Marco Sturm Vows to Come Back From Injury to Help Bruins in 2010-11 Season

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Marco Sturm Vows to Come Back From Injury to Help Bruins in 2010-11 Season Throughout the offseason, Marco Sturm has been thought of mostly as a mere convenience.

The ability to put the veteran winger – and his $3.5 million salary – on long-term injured reserve has given the Bruins a temporary reprieve for their cap issues. They can wait another three months or more to figure out a more permanent solution, as general manager Peter Chiarelli has stated several times this summer that Sturm will not be back until mid-November at the earliest from his latest serious knee injury.

But will that temporary cap relief be Sturm’s greatest contribution to the club this year? Or will he be able to regain the form that helped him post seven 20-goal seasons in his last eight years in the NHL?

With the time he’ll miss at the start of the season, another 20-goal season is a long shot. The bigger question is whether he can produce at a 20-goal pace in the games he is able to play this year. That’s a reasonable query, as Sturm’s biggest asset offensively is his speed, which is almost certain to be affected now that he has undergone major surgery on both of his knees in the past two years.

Sturm’s 2008-09 season was cut short after just 19 games when he tore the ACL in his left knee, requiring surgery. He made it back to start last season on time and survived the regular season and opening round of the playoffs, only to blow out his right knee on the first shift of the opening game of the second round as he attempted to put a hit on Philadelphia defenseman Matt Carle.

"I could hear it right away, the big pop," said Sturm in his last public comments, just two days after suffering the injury. "I’ve heard it before and I knew it right away. It’s going to be the same thing."

Actually, this injury was even worse than the one to his left knee the previous year. This time he tore multiple ligaments, and required surgery for an ACL reconstruction, MCL repair and partial lateral meniscectomy, which was done on May 18. "It’s exactly like Tom Brady’s," said Sturm, referring to the knee injury that cost the Patriots star quarterback the 2008 season. Brady was able to return last year and put up big numbers once again while making it through the 2009 season without any further issues with the knee.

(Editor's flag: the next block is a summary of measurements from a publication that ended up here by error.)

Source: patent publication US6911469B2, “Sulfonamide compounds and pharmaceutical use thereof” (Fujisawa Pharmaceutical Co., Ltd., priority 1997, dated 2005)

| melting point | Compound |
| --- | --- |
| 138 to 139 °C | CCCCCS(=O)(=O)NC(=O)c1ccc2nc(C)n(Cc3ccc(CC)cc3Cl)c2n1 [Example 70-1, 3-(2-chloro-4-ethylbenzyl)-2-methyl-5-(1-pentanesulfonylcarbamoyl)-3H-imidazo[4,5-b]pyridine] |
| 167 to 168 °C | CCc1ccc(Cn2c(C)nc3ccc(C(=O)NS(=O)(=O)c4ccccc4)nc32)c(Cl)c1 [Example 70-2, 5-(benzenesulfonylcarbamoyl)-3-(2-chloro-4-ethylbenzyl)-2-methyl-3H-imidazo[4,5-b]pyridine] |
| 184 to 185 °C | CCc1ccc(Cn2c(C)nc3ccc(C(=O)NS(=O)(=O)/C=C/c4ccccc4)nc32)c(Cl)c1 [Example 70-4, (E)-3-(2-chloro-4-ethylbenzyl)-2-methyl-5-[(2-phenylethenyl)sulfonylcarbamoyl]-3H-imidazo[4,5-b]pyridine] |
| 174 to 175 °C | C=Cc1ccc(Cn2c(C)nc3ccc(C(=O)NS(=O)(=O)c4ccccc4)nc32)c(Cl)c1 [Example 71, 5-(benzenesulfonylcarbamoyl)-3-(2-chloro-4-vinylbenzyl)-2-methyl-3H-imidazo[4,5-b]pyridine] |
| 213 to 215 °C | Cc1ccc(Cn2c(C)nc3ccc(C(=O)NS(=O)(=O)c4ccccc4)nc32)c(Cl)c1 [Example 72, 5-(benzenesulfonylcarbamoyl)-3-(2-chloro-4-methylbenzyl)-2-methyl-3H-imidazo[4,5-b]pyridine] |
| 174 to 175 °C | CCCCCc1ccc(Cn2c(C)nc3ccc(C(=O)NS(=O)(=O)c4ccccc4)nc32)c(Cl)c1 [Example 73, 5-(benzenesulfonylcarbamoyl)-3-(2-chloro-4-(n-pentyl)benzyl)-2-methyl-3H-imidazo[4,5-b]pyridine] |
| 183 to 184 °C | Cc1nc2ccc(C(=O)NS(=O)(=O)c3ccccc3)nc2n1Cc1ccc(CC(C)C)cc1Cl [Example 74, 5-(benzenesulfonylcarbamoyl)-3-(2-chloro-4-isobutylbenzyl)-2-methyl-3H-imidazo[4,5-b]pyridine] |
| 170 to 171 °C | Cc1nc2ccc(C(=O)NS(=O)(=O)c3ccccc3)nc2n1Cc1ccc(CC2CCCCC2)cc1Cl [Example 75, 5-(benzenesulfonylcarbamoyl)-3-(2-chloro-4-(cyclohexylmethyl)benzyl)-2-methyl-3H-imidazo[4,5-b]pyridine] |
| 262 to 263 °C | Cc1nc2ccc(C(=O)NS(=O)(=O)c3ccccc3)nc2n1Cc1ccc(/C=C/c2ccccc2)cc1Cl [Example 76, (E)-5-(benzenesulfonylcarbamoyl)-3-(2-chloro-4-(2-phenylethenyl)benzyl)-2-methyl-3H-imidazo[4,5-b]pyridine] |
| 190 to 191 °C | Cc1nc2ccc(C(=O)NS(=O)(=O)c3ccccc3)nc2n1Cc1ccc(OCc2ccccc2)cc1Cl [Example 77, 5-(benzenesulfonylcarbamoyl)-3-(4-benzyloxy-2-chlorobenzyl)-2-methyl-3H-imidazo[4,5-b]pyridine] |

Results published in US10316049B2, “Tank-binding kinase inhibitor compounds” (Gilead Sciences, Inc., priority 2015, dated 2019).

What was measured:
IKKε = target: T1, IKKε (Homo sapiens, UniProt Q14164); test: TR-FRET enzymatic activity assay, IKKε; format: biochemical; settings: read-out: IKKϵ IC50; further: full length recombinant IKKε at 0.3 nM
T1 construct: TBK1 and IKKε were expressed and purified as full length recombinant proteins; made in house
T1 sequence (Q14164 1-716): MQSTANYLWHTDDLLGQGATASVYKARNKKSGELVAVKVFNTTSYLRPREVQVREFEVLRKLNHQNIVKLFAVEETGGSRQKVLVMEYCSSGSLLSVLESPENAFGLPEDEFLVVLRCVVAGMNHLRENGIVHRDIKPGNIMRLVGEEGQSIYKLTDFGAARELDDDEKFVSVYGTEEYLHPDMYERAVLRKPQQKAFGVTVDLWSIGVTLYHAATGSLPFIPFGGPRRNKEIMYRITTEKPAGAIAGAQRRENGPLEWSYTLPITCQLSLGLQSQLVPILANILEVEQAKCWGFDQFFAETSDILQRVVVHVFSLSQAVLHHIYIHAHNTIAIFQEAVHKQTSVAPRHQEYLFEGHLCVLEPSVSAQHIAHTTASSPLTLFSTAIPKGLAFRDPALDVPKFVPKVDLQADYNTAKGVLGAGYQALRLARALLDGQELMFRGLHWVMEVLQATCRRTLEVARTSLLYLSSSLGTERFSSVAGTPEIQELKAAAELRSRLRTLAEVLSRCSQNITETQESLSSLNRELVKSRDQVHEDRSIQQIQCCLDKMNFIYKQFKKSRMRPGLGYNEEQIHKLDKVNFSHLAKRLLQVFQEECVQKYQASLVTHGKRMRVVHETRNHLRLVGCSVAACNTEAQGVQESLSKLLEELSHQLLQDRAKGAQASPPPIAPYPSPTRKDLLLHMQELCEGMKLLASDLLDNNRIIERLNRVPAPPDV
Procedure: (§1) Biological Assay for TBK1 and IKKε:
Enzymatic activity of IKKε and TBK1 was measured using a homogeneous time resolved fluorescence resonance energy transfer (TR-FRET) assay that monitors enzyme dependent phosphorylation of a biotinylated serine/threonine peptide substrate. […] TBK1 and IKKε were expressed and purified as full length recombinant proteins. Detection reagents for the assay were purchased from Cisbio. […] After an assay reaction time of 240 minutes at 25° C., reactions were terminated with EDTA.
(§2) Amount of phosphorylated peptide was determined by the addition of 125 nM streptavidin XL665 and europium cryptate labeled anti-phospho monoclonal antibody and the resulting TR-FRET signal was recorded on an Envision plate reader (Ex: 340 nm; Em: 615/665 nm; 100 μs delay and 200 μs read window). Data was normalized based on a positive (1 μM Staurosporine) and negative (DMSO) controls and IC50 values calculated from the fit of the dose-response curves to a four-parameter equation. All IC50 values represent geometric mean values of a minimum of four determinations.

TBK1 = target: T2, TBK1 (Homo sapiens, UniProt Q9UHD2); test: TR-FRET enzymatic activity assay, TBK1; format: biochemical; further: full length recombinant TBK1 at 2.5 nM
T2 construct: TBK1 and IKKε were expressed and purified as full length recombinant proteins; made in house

The nature of skating puts different stresses on the knee, but Brady’s recovery can at least serve as some inspiration for Sturm. He’ll need all the encouragement he can get, as having gone through the rehab process once already, Sturm knows how grueling it can be.

"That’s going to be the toughest challenge," said Sturm. "You know the last one I didn’t know what to expect, so I just went at it. I was around all season with the boys. That helped me a lot. This time I know how hard it is rehabbing. It’s a lot of work."

It won’t be easy for Sturm, who turns 32 in September and has the wear and tear of 855 NHL games on his body, to make it through another lengthy rehabilitation. And psychologically, the strain could be even tougher when he does return. Knowing that another knee injury could end his career, will Sturm be able to play with the same abandon he has in the past?

Despite the challenges ahead, Sturm has vowed to return.  

"After the ACL from last year, I just never thought there was going to be another injury like this," said Sturm. "It’s a tough one, but I’ve always come back from big injuries and I know I’m going to do it again."

Of course, even a healthy Sturm is not without some concerns. Sturm led the Bruins with 22 goals last year, but he managed just one in the final 23 games he played, including a 0-0-0 line in seven playoff contests.

Sturm is a notoriously streaky scorer, but even by his standards last season featured way to many cold stretches. Some of that may have had to be with trying to recover his timing and confidence after the previous year’s injury, but if so, those issues will only be magnified as he attempts to come back from another major surgery.

Sturm could also face a challenge finding a spot in the lineup when he’s ready. Not only will Chiarelli need to move out some significant salary to make room under the cap, but with Nathan Horton and Tyler Seguin added, and the possibility of some of the organization’s talented youngsters taking advantage of Sturm’s absence to establish themselves at the NHL level, Sturm could have a tough time stepping right back into a prominent role on a scoring line.

He possesses a no-trade clause, so the Bruins can’t easily unload him, not that there would be a huge market for a player coming off such an injury anyway. But with Sturm in the final year of his contract, the Bruins aren’t necessarily going to build a lineup around him either.

Sturm can still be valuable though. When he is on one of his hot streaks, few are better at finding the back of the net. And even when he’s struggling to score, he does contribute in other areas. He remains one of the club’s better defensive forwards, as he finished second on the team with a plus-14 rating and 31 takeaways last year. He is a solid penalty killer and has been a mainstay on the power play.

The Bruins are a better team with a healthy Sturm in the lineup. But they won’t know until November at the earliest just how healthy Sturm will be, and how long he can stay that way.  

NESN.com will answer one Bruins question every day in August.

Wednesday, Aug. 18: What will a full season of Dennis Seidenberg mean to the defense?

Friday, Aug. 20: Will Blake Wheeler be able to produce consistently this year?

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